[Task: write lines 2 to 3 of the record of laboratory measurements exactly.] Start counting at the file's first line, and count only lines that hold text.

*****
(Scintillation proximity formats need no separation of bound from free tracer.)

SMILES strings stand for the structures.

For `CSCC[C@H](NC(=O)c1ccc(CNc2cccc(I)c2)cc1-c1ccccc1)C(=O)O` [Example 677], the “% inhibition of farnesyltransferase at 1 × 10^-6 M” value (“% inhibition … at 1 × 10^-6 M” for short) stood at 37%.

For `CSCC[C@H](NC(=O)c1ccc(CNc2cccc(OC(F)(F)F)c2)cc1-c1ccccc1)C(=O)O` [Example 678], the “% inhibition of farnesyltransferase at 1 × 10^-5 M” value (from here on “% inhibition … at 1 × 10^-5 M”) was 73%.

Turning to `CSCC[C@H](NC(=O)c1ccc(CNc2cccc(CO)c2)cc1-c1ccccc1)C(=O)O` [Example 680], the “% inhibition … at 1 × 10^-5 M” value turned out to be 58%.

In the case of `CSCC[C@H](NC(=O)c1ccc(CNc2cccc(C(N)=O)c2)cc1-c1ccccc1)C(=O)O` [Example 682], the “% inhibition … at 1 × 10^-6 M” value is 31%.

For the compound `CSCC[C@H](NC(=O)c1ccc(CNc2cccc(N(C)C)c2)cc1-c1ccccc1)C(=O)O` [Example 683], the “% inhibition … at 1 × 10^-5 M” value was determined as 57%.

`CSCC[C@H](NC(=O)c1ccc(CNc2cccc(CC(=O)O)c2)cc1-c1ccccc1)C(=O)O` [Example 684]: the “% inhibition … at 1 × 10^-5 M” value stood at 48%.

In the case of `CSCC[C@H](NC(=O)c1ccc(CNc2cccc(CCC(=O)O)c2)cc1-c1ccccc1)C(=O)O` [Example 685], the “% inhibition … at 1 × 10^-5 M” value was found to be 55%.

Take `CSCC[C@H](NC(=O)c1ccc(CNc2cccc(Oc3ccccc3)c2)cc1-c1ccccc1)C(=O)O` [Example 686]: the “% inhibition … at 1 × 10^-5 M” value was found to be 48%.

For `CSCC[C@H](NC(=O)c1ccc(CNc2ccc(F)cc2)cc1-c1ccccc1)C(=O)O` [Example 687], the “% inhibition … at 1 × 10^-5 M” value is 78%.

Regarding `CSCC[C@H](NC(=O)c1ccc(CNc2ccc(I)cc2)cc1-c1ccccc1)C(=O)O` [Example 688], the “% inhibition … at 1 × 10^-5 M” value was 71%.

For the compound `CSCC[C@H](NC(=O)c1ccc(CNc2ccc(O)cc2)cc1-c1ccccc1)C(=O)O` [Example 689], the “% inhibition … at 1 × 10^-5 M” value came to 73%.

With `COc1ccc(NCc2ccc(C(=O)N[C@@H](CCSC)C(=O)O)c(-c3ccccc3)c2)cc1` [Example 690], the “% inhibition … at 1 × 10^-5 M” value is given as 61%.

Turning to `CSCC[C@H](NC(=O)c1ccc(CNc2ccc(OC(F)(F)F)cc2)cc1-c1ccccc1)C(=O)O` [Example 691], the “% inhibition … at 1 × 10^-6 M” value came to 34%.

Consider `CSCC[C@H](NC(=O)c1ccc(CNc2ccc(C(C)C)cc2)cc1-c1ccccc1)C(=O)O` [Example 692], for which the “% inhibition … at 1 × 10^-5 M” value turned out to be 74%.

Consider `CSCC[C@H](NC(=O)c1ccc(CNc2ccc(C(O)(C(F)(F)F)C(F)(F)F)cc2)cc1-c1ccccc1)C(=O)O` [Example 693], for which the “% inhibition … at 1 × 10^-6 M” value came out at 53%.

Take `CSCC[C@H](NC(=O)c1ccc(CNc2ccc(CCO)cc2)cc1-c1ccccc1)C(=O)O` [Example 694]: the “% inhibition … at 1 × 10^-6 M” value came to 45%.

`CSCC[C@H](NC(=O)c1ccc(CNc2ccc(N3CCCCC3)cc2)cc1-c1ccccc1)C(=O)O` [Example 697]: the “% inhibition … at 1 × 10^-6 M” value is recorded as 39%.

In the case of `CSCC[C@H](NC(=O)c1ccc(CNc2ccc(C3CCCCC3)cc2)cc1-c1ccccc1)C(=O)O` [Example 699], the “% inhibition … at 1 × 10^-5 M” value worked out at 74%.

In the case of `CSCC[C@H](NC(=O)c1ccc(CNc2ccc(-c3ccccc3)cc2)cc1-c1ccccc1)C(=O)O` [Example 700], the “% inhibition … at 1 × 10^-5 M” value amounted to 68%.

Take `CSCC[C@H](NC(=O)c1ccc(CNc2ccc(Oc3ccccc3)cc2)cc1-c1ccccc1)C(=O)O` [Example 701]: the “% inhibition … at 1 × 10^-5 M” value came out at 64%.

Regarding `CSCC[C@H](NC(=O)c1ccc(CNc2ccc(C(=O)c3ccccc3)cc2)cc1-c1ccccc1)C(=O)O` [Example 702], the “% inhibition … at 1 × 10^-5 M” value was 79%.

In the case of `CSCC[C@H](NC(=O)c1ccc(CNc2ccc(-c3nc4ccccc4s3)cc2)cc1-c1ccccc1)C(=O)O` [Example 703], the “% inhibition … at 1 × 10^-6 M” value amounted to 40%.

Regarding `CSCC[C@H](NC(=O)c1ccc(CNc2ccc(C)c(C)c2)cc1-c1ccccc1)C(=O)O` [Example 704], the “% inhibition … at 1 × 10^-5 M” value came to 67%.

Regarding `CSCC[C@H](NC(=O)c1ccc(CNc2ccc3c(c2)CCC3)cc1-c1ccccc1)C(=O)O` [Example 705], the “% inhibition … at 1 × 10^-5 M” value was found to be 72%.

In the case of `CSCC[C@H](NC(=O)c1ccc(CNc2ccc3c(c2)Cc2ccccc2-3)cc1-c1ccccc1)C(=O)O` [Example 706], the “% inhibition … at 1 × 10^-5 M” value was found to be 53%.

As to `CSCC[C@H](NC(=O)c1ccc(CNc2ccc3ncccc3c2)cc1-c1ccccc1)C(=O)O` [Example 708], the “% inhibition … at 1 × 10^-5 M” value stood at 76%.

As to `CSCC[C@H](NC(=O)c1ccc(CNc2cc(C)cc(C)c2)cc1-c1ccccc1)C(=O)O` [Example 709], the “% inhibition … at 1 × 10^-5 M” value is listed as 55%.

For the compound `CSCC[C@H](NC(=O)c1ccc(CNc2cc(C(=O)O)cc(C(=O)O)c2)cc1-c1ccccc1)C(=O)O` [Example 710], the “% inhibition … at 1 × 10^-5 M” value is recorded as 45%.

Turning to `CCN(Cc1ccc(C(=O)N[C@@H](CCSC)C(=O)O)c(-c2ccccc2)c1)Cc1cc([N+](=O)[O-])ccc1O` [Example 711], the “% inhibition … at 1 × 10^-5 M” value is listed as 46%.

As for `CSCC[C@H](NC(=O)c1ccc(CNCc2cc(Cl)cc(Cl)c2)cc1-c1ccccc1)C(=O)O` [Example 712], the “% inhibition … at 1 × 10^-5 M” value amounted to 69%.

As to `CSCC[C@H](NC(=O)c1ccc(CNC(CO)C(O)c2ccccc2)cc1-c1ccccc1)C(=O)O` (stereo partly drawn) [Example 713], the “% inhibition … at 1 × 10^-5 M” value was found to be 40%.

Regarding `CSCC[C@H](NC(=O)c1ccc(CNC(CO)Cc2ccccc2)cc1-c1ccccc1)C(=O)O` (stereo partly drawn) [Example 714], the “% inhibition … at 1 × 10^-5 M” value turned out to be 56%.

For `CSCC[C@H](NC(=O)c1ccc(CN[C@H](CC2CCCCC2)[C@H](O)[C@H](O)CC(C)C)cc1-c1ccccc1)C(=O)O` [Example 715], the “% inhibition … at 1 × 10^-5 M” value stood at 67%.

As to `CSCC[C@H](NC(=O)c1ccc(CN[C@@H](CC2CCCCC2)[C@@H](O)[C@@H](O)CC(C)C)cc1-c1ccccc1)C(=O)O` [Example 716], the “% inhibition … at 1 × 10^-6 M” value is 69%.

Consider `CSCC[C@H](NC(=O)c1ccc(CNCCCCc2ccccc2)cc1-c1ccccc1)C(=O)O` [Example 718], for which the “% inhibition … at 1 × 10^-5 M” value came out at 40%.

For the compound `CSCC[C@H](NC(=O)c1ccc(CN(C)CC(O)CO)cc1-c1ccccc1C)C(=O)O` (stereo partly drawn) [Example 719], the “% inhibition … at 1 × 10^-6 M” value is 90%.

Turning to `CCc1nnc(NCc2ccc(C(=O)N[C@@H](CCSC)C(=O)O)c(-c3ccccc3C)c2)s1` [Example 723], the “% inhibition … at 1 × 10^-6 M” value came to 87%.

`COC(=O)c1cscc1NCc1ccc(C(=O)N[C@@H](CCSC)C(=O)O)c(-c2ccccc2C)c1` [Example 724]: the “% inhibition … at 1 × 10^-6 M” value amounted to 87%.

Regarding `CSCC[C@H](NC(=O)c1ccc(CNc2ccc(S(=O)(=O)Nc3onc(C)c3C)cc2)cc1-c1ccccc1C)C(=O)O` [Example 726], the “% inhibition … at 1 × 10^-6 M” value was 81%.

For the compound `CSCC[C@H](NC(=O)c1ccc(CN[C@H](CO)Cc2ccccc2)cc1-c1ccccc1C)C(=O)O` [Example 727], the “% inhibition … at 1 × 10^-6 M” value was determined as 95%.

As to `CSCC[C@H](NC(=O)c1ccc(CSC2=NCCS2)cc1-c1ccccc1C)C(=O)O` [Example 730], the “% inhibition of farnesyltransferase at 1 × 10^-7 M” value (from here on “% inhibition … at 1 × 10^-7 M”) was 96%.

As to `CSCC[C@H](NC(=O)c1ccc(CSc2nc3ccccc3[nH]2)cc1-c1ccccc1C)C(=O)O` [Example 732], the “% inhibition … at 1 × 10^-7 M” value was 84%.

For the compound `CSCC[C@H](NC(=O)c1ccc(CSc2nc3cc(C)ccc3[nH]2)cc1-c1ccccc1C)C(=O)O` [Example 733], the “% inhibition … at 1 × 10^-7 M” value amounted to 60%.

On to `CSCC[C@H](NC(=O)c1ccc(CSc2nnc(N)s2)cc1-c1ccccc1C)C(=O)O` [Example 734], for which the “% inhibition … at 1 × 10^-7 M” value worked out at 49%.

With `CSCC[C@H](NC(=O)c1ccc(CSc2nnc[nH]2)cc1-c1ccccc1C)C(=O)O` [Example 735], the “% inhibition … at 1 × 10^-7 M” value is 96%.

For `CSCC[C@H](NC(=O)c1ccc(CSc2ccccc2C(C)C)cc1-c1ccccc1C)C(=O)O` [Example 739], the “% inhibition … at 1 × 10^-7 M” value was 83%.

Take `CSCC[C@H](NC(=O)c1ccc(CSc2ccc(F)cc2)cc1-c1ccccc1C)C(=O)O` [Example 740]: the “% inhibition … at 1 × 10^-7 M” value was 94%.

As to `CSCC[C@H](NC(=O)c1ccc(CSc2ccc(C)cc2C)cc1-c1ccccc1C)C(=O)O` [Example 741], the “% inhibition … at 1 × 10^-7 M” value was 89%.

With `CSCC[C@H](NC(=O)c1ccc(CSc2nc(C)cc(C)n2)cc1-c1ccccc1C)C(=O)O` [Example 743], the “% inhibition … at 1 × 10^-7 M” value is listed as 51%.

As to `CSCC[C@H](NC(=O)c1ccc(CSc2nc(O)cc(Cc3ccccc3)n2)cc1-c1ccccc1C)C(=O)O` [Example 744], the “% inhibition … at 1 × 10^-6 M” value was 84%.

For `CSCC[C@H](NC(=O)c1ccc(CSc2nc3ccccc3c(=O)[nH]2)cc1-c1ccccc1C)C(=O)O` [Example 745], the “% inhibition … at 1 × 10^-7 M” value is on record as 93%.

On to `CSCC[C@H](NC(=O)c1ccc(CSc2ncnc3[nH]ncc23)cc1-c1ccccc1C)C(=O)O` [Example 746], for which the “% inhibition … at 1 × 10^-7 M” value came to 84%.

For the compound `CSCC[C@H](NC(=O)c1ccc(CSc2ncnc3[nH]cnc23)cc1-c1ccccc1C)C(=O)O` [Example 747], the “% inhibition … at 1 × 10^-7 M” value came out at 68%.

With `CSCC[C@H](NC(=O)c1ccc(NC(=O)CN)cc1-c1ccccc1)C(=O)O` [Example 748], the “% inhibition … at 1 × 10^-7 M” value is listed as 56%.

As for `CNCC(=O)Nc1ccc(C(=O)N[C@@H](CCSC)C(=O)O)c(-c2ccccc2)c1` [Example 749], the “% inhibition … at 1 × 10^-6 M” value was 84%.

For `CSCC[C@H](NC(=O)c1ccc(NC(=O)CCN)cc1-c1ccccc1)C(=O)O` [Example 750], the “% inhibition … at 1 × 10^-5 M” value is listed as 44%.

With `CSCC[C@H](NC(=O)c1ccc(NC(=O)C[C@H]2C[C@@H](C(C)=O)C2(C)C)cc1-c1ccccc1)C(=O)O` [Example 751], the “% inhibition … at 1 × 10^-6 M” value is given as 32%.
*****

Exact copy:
SMILES strings stand for the structures.

For `CSCC[C@H](NC(=O)c1ccc(CNc2cccc(I)c2)cc1-c1ccccc1)C(=O)O` [Example 677], the “% inhibition of farnesyltransferase at 1 × 10^-6 M” value (“% inhibition … at 1 × 10^-6 M” for short) stood at 37%.